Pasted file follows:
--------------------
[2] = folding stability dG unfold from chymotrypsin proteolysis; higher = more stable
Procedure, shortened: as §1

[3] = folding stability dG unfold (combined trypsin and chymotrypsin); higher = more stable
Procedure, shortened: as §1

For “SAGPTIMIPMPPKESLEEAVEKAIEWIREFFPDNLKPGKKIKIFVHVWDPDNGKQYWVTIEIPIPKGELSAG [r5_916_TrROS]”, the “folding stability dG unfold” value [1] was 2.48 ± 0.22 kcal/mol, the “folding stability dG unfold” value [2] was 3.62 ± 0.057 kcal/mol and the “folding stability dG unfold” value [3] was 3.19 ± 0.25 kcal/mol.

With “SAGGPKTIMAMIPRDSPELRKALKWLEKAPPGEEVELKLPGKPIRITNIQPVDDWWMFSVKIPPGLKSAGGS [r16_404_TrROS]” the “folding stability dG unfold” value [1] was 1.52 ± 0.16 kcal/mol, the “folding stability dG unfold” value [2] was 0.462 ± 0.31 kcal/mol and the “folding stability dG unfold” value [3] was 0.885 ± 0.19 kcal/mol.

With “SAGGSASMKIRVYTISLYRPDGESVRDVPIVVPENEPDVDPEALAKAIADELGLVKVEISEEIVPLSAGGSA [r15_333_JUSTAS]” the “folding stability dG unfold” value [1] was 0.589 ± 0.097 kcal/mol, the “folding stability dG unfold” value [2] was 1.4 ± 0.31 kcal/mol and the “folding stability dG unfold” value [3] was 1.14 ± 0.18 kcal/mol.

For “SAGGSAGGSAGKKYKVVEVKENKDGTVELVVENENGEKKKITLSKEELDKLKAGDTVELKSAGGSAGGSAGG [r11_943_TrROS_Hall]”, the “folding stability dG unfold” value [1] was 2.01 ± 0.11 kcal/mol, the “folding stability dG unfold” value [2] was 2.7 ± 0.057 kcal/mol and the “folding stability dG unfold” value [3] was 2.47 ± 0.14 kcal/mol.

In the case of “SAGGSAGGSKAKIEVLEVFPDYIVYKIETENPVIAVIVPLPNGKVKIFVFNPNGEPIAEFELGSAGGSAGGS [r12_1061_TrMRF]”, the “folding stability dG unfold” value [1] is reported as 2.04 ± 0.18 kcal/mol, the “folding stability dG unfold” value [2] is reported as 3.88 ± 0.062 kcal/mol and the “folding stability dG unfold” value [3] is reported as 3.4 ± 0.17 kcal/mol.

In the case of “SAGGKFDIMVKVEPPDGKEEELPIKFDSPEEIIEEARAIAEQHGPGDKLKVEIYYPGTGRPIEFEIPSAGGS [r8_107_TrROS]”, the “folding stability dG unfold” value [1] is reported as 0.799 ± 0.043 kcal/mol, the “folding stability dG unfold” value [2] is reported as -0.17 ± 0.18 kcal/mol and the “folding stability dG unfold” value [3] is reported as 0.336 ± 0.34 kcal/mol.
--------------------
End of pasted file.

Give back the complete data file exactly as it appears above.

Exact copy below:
[2] = folding stability dG unfold from chymotrypsin proteolysis; higher = more stable
Procedure, shortened: as §1

[3] = folding stability dG unfold (combined trypsin and chymotrypsin); higher = more stable
Procedure, shortened: as §1

For “SAGPTIMIPMPPKESLEEAVEKAIEWIREFFPDNLKPGKKIKIFVHVWDPDNGKQYWVTIEIPIPKGELSAG [r5_916_TrROS]”, the “folding stability dG unfold” value [1] was 2.48 ± 0.22 kcal/mol, the “folding stability dG unfold” value [2] was 3.62 ± 0.057 kcal/mol and the “folding stability dG unfold” value [3] was 3.19 ± 0.25 kcal/mol.

With “SAGGPKTIMAMIPRDSPELRKALKWLEKAPPGEEVELKLPGKPIRITNIQPVDDWWMFSVKIPPGLKSAGGS [r16_404_TrROS]” the “folding stability dG unfold” value [1] was 1.52 ± 0.16 kcal/mol, the “folding stability dG unfold” value [2] was 0.462 ± 0.31 kcal/mol and the “folding stability dG unfold” value [3] was 0.885 ± 0.19 kcal/mol.

With “SAGGSASMKIRVYTISLYRPDGESVRDVPIVVPENEPDVDPEALAKAIADELGLVKVEISEEIVPLSAGGSA [r15_333_JUSTAS]” the “folding stability dG unfold” value [1] was 0.589 ± 0.097 kcal/mol, the “folding stability dG unfold” value [2] was 1.4 ± 0.31 kcal/mol and the “folding stability dG unfold” value [3] was 1.14 ± 0.18 kcal/mol.

For “SAGGSAGGSAGKKYKVVEVKENKDGTVELVVENENGEKKKITLSKEELDKLKAGDTVELKSAGGSAGGSAGG [r11_943_TrROS_Hall]”, the “folding stability dG unfold” value [1] was 2.01 ± 0.11 kcal/mol, the “folding stability dG unfold” value [2] was 2.7 ± 0.057 kcal/mol and the “folding stability dG unfold” value [3] was 2.47 ± 0.14 kcal/mol.

In the case of “SAGGSAGGSKAKIEVLEVFPDYIVYKIETENPVIAVIVPLPNGKVKIFVFNPNGEPIAEFELGSAGGSAGGS [r12_1061_TrMRF]”, the “folding stability dG unfold” value [1] is reported as 2.04 ± 0.18 kcal/mol, the “folding stability dG unfold” value [2] is reported as 3.88 ± 0.062 kcal/mol and the “folding stability dG unfold” value [3] is reported as 3.4 ± 0.17 kcal/mol.

In the case of “SAGGKFDIMVKVEPPDGKEEELPIKFDSPEEIIEEARAIAEQHGPGDKLKVEIYYPGTGRPIEFEIPSAGGS [r8_107_TrROS]”, the “folding stability dG unfold” value [1] is reported as 0.799 ± 0.043 kcal/mol, the “folding stability dG unfold” value [2] is reported as -0.17 ± 0.18 kcal/mol and the “folding stability dG unfold” value [3] is reported as 0.336 ± 0.34 kcal/mol.